MARY LOUISE KELLY, HOST:
On Wikipedia, gender inequality is hiding in plain sight. Of more than a million and a half biographies - that's on the English-language version - fewer than 19% are about women. A recent study brings some new insight into why that is. Francesca Tripodi is a sociologist and assistant professor at the UNC School of Information and Library Science. She is the author of that study, and she joins us now.
FRANCESCA TRIPODI: Hi, Mary Louise. Thank you so much for having me.
KELLY: So tell us a little bit more - the headlines. What'd you find?
TRIPODI: Well, a lot of people know that less than 19% of biographies on English language Wikipedia are about women, but few people understand the extra hurdles that editors have to jump through in order to get these pages to stick. And what my research finds is that for the last three years, articles about women rose, like, 16% to about 18%. And during that time period, the percentage of articles for deletion about women were always over 25%. Women who meet Wikipedia's criteria for inclusion are just more likely to be considered non-notable and less worthy for inclusion than men.
KELLY: When you were studying the whole process, I saw that you went to what's known as an edit-a-thon (ph). These are events put on...
KELLY: ...By volunteers. Well, just explain. What's the purpose?
TRIPODI: So edit-a-thon events are meetups that are organized by Wikipedia editors in order to improve Wikipedia. And the ones that I specifically went to were organizations that were devoted to improving gender equity on the site. And it was through those edit-a-thons that I was able to speak to editors who were telling me they were really frustrated because these articles that they were spending a lot of time on and they had worked with libraries and the Smithsonian to get the resources they needed to demonstrate that notability - they were telling me, well, it's hard for us because even after we add these people, they get nominated for deletion.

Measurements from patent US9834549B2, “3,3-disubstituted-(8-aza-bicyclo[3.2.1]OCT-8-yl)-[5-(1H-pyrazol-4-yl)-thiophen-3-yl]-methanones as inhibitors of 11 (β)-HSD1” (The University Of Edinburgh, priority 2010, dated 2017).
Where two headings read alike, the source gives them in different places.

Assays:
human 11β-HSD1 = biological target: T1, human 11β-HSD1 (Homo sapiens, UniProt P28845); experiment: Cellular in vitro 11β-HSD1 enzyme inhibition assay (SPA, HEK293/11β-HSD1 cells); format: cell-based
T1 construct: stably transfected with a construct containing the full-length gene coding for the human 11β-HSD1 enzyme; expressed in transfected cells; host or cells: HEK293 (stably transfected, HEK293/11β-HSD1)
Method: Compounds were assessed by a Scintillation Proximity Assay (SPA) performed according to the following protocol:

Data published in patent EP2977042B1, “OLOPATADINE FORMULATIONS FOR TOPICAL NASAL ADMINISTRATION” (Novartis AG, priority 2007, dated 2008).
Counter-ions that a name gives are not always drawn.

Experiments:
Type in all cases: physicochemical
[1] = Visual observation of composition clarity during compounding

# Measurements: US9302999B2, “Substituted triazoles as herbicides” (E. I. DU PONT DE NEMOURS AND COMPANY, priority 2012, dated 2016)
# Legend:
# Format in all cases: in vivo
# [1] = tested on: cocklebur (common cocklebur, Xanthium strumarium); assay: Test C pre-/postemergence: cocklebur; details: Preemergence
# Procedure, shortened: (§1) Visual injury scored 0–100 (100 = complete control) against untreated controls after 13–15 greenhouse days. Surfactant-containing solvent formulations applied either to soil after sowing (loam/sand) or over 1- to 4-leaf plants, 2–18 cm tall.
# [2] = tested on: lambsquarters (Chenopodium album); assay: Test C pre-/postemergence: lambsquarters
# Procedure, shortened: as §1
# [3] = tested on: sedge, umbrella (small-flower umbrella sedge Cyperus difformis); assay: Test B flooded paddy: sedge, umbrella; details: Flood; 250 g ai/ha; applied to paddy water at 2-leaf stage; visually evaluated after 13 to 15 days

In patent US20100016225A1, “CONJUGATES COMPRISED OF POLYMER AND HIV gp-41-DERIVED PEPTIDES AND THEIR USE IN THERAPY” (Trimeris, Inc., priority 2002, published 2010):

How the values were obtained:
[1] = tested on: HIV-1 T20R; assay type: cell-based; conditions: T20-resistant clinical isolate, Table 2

KELLY: It sounds like what you're saying is for the editors of biographies of women, even when they've written something that they feel clearly meets the criteria and it goes up on the site, they then have to watch the page to see, is it going to get flagged? Is it - is somebody going to try to delete this? Am I going to have to defend it so that it doesn't get removed?
TRIPODI: Absolutely. So you have these multi levels of hurdles you have to pass. First, in order for women to establish notability, they first have to be written about in books, covered in the news, featured in galleries. And we already know that's harder for women. But you also have to keep an eye on it because chances are it will be considered non-notable and nominated for deletion. And if nobody's watching out for it, then it will be deleted. It's exhausting. It's a second level of work that, quite frankly, new people or new editors might not want to take on.
KELLY: Let's step back and just - I'd love to hear your thoughts on why this matters. I mean, gender equality is not something we find in all kinds of areas of the world. Why is it so important to study this on Wikipedia?
TRIPODI: I think this matters for a couple of reasons, right? One, it goes beyond just Wikipedia. You know, I think it really complicates our understanding of how women's contributions to society are assessed. I think my study also really calls attention to the limitations of pronoun use. When gender clearly shapes perceived notability, whether explicitly or implicitly, we have to consider the way these his-her dichotomies are maintaining those hierarchies.
And finally, I think it's really important to note that Wikipedia data is also a source for pretty much every device we rely on, right?
TRIPODI: So it helps make up Google's knowledge panel. It also teaches AI systems. And so when women go missing from Wikipedia, that absence reverberates throughout the 21st century in pretty much any way we go to learn about something. So discrediting the significance of women subjects holds really wide implications.
KELLY: That was Francesca Tripodi walking us through the findings of her study, which is titled "Ms. Categorized: Gender, Notability And Inequality on Wikipedia."
TRIPODI: Thank you so much.
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